The White House achieved its goal of reducing the security-cleared population by 10 percent, according to White House budget data released this week. Last March the Office of Management and Budget released its interagency report on the security clearance process, prompted after the Washington Navy Yard shooting. That report made several key recommendations, including a move from periodic reinvestigations to continuous monitoring; better access to law enforcement records; and an overall reduction in the number of cleared personnel.

The security-cleared population sat at 5.1 million the last time figures were reported (Oct. 2013). A 10 percent reduction would mean 4.6 million cleared personnel, although the reduction would have been taken from 2014’s population.

How many is too many?

In 2013, Director of National Intelligence James Clapper called the number of individuals with clearances ‘too high.’ In a memo to government agencies, Clapper expressed his concern with the growing number of individuals with access to classified information, particularly TS/SCI clearances.

Others were reluctant to place blame for clearance issues on the number, but called for reforms to focus on process. The Intelligence and National Security Alliance Security Reform Policy Council urged the incorporation of an ‘enhanced Periodic Reinvestigation’ in their white paper focused on clearance reform. They also pushed for advanced technology and better information-sharing between agencies.

Kathy Pherson, Vice Chair of the Security Reform Policy Council at INSA, cautioned against those who say the answer is simply to reduce the number of clearances. She called that kind of thinking ‘taking the eye off of the ball.’ Instead, she noted that we should be “proud, as a nation, that we have five million people who are helping to defend the nation’s classified information.” The more the focus is on cutting personnel, the more contractors, in particular, are forced to begin playing games in the acquisition process, to keep cleared personnel available for contracts, she noted.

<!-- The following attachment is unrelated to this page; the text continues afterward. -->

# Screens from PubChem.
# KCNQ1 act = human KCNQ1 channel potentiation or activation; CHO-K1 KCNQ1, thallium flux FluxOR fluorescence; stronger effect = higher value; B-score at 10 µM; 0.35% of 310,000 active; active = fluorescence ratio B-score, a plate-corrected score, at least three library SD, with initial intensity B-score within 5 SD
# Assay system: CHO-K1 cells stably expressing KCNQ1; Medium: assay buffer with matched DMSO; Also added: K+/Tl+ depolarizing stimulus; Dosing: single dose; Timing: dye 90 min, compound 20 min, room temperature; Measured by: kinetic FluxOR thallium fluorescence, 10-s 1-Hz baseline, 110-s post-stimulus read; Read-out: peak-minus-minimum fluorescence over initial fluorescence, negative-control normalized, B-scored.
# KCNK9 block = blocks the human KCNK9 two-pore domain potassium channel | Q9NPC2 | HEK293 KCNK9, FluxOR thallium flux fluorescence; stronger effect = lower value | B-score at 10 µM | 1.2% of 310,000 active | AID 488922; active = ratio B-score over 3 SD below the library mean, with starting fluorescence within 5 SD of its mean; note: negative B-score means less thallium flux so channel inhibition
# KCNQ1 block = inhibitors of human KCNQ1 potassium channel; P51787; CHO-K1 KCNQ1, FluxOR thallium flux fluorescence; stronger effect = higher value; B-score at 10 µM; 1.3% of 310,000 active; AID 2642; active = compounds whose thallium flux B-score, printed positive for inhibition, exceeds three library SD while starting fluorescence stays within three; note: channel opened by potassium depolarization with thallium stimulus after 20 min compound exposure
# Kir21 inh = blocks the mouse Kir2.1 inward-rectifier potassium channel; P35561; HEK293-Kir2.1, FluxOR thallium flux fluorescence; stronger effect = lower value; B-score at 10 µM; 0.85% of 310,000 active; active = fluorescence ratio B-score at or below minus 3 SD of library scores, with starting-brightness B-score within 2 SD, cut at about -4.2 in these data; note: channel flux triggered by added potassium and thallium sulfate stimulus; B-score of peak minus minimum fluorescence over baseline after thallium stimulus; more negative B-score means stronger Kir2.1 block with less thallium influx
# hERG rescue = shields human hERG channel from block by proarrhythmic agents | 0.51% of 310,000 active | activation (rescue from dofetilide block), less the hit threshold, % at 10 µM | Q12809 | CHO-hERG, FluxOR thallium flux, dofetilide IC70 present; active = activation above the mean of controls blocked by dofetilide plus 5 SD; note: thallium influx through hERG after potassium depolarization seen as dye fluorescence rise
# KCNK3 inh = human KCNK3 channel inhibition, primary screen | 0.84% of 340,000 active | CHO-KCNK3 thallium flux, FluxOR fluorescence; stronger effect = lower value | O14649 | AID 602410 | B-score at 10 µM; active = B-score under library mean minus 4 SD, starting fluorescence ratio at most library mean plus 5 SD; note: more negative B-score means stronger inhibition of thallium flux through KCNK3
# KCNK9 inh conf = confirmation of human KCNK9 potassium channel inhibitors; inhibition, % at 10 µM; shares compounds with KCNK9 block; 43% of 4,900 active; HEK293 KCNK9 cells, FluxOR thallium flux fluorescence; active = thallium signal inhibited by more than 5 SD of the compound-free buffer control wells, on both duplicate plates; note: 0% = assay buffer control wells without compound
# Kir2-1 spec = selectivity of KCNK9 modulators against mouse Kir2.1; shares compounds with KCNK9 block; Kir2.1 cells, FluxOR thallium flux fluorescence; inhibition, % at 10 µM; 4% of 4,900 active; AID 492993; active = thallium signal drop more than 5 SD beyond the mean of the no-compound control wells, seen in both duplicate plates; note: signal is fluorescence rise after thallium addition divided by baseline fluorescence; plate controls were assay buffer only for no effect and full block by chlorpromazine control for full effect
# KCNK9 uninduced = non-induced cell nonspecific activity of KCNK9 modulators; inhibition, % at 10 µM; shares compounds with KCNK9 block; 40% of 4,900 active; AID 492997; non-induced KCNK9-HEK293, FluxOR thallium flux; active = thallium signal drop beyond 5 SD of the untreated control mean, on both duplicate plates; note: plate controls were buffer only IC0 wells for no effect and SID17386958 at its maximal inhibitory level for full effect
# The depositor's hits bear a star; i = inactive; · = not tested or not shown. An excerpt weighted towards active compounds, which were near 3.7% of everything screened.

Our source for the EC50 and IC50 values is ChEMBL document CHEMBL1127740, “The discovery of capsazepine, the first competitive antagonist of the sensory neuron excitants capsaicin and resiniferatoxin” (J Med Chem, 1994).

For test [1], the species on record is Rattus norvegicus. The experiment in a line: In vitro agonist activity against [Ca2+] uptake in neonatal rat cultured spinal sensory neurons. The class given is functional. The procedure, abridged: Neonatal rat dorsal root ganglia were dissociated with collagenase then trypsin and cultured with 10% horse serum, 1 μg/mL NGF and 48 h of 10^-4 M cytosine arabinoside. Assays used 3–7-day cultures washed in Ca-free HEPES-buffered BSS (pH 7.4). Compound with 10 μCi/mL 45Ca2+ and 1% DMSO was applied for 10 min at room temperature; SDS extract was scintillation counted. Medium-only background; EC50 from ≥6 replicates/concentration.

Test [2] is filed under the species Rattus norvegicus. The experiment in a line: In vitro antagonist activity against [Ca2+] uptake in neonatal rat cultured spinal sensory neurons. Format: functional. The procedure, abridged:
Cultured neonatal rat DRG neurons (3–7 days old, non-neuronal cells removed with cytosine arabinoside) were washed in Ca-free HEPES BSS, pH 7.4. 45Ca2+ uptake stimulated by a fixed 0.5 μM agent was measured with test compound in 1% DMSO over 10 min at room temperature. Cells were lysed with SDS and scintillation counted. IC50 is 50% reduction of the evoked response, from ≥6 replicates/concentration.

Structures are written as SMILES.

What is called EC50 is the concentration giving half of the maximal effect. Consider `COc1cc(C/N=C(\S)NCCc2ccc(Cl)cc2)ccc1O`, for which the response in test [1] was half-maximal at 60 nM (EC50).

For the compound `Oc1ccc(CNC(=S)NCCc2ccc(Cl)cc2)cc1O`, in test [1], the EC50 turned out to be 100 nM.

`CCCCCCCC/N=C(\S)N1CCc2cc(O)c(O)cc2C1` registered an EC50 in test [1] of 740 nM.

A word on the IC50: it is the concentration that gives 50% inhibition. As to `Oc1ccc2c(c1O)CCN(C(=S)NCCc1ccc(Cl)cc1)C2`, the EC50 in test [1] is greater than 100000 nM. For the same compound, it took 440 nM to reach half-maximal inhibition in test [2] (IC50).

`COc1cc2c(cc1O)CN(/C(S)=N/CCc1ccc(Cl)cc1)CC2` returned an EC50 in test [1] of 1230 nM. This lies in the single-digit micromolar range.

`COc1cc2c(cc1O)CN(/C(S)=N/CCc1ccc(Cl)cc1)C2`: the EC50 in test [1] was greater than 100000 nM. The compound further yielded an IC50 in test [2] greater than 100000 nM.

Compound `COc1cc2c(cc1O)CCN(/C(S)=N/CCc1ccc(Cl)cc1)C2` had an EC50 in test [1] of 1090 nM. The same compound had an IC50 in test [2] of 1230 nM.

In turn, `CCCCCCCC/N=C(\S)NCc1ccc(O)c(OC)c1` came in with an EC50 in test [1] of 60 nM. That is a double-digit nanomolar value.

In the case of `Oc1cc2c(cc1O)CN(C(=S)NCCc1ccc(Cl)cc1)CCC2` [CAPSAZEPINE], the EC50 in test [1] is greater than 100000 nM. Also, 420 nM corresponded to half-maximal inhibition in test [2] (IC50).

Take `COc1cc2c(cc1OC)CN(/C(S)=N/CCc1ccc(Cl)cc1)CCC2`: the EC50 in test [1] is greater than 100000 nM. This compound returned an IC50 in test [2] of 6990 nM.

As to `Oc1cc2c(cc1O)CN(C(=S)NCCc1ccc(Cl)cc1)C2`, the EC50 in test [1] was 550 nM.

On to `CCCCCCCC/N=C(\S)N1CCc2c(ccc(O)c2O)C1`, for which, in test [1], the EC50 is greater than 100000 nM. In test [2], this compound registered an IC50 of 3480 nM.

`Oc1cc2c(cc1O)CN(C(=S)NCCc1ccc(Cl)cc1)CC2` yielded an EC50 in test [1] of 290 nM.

What’s Next?

The FY 2016 budget makes no recommendations for future reductions in cleared personnel, or requirements for another round of desk audits. It does say that pilots of continuous monitoring will expand to be a Government-wide practice, but it sets no deadlines for completion. The budget also referenced increasing agencies’ access to information technology, which will better enable data sharing between the Federal Government and local agencies (for things such as police records and criminal histories).

Reducing the number of clearances increases the demand for those who already have them, and also increases a government contractor or agency’s incentive for keeping clearances up-to-date. The cost of a top secret security clearance investigation averages nearly $4,000, according to OMB. The current budget climate will further emphasize reducing the number of new clearance investigations needed.

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Lindy Kyzer is the editor of She loves the NISPPAC, social media, and the U.S. military. Have a conference, tip, or story idea to share? Email Interested in writing for Learn more here.